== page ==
From Ezekiel 3:23 (version Douay): And I rose up and went forth into the plain: and, behold, the glory of the Lord stood there, like the glory which I saw by the river Chobar. And I fell upon my face. The act of falling upon one’s face is a reverential one; the body, prostrate, rests on the hands and the knees, whereas the head is … Continue reading Cecidi in faciem meam
At Luke 6:12, we read that Jesus, before choosing the Twelve, went forth into a mountain and spent the whole night in prayer. This entry will examine the Latin, Polish and Friulian readings of and he passed the whole night in the prayer of God (version Douay). Latin. Et erat pernoctans in oratione Dei. The present participle pernoctans means in passing the night; its related … Continue reading Et erat pernoctans in oratione Dei
At Mark 15, the chief priests hold a consultation with the elders and the scribes and the whole council. They bind Jesus, lead him away, and hand Him over to Pilate. Pilate asks Him, ‘Art thou the king of the Jews?’ He answers, ‘Thou sayest it.’ Then the chief priests accuse Him of many things. Pilate again asks Him, ‘Answerest thou nothing? Behold in how … Continue reading Non respondes quidquam?
At Proverbs 27:2, we read (version Douay): Let another praise thee, and not thy own mouth: a stranger, and not thy own lips. With regard to this verse, a marginal note in the Friulian Bibie par un popul tells the reader that he ought to avoid self-praise, for egotism blinds him, and he is unable to see himself for what he is; rather he is … Continue reading Laudet te alienus, et non os tuum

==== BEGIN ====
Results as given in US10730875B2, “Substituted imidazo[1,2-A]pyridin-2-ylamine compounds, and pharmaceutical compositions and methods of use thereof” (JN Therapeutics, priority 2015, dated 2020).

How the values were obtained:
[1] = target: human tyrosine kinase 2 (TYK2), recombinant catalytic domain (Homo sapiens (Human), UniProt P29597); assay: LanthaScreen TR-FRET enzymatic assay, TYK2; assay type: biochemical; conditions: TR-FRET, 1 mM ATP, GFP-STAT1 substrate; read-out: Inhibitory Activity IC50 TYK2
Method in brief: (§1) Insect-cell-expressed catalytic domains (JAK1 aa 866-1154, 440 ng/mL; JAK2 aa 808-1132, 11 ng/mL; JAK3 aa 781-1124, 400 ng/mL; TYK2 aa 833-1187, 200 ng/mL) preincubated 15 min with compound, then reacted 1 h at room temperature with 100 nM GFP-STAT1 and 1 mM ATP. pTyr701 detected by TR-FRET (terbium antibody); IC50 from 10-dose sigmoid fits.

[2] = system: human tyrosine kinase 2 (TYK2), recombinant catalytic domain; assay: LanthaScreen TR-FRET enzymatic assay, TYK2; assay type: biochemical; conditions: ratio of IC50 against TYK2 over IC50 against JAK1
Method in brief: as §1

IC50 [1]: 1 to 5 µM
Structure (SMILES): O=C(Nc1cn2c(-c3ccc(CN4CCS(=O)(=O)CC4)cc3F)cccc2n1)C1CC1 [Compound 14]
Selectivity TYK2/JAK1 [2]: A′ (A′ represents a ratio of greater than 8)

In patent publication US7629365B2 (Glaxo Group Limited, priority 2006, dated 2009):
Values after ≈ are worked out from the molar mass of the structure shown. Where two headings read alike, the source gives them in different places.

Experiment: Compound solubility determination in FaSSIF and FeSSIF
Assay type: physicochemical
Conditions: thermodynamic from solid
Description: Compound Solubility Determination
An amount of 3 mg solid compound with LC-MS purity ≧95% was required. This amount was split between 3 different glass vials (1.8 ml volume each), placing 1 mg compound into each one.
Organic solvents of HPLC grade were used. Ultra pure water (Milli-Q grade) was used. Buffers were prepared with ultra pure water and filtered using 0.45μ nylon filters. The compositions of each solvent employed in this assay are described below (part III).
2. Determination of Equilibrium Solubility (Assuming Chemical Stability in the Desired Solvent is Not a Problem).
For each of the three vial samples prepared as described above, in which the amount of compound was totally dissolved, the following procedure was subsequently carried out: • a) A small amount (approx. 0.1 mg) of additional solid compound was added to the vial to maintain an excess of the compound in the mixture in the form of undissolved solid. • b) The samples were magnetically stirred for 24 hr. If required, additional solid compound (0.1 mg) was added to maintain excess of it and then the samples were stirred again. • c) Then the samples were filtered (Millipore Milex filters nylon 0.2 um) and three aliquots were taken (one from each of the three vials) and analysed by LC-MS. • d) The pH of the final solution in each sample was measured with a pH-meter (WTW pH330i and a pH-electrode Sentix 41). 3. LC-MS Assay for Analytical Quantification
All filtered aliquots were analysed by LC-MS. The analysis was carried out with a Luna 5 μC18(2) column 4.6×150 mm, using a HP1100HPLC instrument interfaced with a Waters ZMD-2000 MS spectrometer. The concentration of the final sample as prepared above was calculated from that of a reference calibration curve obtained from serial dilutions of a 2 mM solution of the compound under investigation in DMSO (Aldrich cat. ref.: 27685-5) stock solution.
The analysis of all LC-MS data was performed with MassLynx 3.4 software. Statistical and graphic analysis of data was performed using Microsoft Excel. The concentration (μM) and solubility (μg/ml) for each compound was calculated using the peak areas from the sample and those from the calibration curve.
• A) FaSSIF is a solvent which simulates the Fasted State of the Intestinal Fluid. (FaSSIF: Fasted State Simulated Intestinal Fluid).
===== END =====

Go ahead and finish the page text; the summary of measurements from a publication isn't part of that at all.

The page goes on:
At Luke 2:21, we read that Jesus receives His name when eight days were accomplished for His circumcising. This entry will examine the Latin, Polish and Friulian readings of his name was called Jesus (version Douay). Latin. Vocatum est nomen eius Iesus. The Latin present infinitive vocare means to call, with its lemma form voco (I call), first-person singular of the present indicative. As for … Continue reading Vocatum est nomen eius Iesus
At Genesis 37:16, Joseph, in response to being asked by a man what he sought, says: I seek my brethren. The reader will look in this entry at the Latin, Polish and Friulian readings of Joseph’s response. Latin. Fratres meos quaero. The Latin quaero means I seek; this verb takes quaerere (to seek) for present infinitive. Present indicative: quaero (I seek; first-person singular); quaeris (thou … Continue reading Fratres meos quaero
In the recounting of the temptation of Christ (Matthew 4), the devil takes Christ up into the holy city and sets Him upon the pinnacle of the temple, saying to Him (verse 6): If thou be the Son of God, cast thyself down, for it is written: That he hath given his angels charge over thee, and in their hands shall they bear thee up, … Continue reading Si Filius Dei es, mitte te deorsum
At Genesis 24:23, Abraham’s servant asks Rebekah: Whose daughter art thou? (version Douay). This entry will examine how Latin, Polish and Friulian have this same question expressed. Latin. Cuius es filia? The Latin cuius means whose. For instance, had the servant simply asked whose art thou?, the question could have been put cuius es?, with es being the second-person singular of the present indicative of … Continue reading Cuius es filia?
At Exodus 16:8, Moses says to the children of Israel: In the evening the Lord will give you flesh to eat, and in the morning bread to the full. This entry will examine how Latin, Polish and Friulian have the first half of the words of Moses rendered, which is to say, in the evening the Lord will give you flesh to eat. Latin. Dabit … Continue reading Dabit vobis Dominus vespere carnes edere
At Matthew 5:43-48, Jesus says (version Douay): You have heard that it hath been said: Thou shalt love thy neighbour and hate thy enemy. But I say to you: Love your enemies; do good to them that hate you; and pray for them that persecute and calumniate you; That you may be the children of your Father who is in heaven, who maketh his sun … Continue reading Diligite inimicos vestros